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Here are 10 "Unwritten Rules" in Golf - How many do you know?

Here are 10 “Unwritten Rules” in Golf – How many do you know?

Here are 10 “Unwritten Rules” in Golf – How many do you know?

Golf Chats is a website to encourage discussions on various subjects relating to the game of golf. I am Mel Sole, Director of Instruction of the Mel Sole Golf School and SAPGA Master Professional.  I invite you to enter into a discussion on this or any article on the golfchats.com website.  The input is for the entire subscriber base to learn something new each time!  Please post your comments below.  Keep it clean and tasteful.  We are here to learn from one another!

There are certainly more than 10 “Unwritten Rules” in golf, but these will do for a start.  For those of you who are learning the game, these etiquette tips are invaluable.  You also want to learn some of the basic rules.  The USGA puts out a beginner’s guide to the rules of golf.  Check on the USGA website.  Thanks to Andrew Tursky of Golf Wrx for this interesting list!

Here are 10 "Unwritten Rules" in Golf - How many do you know?

Raking the bunker might be an obvious thing to do, but don’t forget to hit the bottom of your shoes with the rake or a club to get the excess sand off before you walk onto the green!

Golf Course Etiquette.

There is certain etiquette all golfers are taught when first learning to play the game, such as not to step in another person’s line on the green and not to talk while another person is hitting. Those are the basics, but not what I’m talking about here. Instead, there are underlying rules of etiquette, ones that you may never even know existed.

You see, the mind of a golfer is very fragile and often irrational. But, it’s understandable since there’s a constant battle going on inside of it — juggling swing thoughts, demons, highs, and lows. At any point, a golfer’s patience can snap, and the last thing he or she needs is a push from a playing partner.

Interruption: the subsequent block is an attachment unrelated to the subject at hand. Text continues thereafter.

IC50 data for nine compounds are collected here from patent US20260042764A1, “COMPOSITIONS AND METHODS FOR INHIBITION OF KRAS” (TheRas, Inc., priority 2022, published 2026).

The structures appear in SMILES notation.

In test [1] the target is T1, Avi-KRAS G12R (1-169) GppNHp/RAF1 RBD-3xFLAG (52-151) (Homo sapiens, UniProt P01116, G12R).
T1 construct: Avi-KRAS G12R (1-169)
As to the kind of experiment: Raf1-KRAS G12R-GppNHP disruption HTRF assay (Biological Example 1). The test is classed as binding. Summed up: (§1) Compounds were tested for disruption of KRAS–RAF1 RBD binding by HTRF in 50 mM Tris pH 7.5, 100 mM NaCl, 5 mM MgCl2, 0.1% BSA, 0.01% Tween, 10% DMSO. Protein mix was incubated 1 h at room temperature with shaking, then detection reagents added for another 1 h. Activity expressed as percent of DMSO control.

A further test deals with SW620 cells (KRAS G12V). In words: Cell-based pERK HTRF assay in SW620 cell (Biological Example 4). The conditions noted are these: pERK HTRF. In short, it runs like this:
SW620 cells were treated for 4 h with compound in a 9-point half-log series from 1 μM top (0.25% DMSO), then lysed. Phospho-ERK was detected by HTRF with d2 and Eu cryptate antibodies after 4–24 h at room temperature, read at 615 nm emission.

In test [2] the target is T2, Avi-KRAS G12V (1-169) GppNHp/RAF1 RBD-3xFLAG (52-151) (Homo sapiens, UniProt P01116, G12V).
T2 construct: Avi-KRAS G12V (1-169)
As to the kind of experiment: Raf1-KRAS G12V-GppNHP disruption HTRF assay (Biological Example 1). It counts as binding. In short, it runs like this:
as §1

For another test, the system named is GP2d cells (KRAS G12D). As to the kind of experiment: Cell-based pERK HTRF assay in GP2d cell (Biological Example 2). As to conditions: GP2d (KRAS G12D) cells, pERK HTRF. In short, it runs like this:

When you’re in a group with another golfer, your job is to be respectful, helpful, enjoyable, and sometimes just stay out of the way. Of course, you don’t want to unknowingly aggravate a player in your group (unless you’re playing match play, maybe), but that’s another discussion entirely.

Here’s a list of 10 unwritten, unspoken rules of golf etiquette.

10. Don’t talk to someone else’s golf ball.

I know; you’re only being polite. But when golfers spray a shot, and it’s heading for the water, you can bet they know it’s heading for the water. They don’t need you yelling at it or begging for it to stay dry. If they want to instruct their golf ball to behave a certain way, leave it up to them.

The last thing you want is for them to say GO as their ball flies toward a fairway bunker while you’re telling it to SIT… only to see it land in the sand. Awkward.

Your pleads to another’s golf ball can also come across as insincere or even disrespectful. For example, if the ball is clearly hooking left into the trees, and you yell, “spit it!” you’re basically saying that the golfer just hit a shot that needs to get extremely lucky. Surely the player doesn’t need to hear your confirmation that he or she just hit a terrible shot.

It’s their golf ball; they paid for it, they hit it, and they know best where it’s going. When in doubt, silence is always the best approach.

9. If you say “nice shot,” make sure it was a nice shot.

“Nice shot” is undoubtedly the most overused compliment in golf, so make sure to use it correctly.

Imagine you’re a scratch golfer, and your ball is in the fairway about 100 yards out, your favorite number. The pin is tucked back-right, but you’re eyeing it up and looking to attack in hopes of making birdie. You ended up tugging it and didn’t catch it cleanly either, so you let your hand off the club in disappointment. The ball lands on the front left portion of the green for an outside chance at birdie, and you’re heated. You slam the club back in your bag, upset at the missed opportunity, and another player in the group gives you a half-hearted nice shot.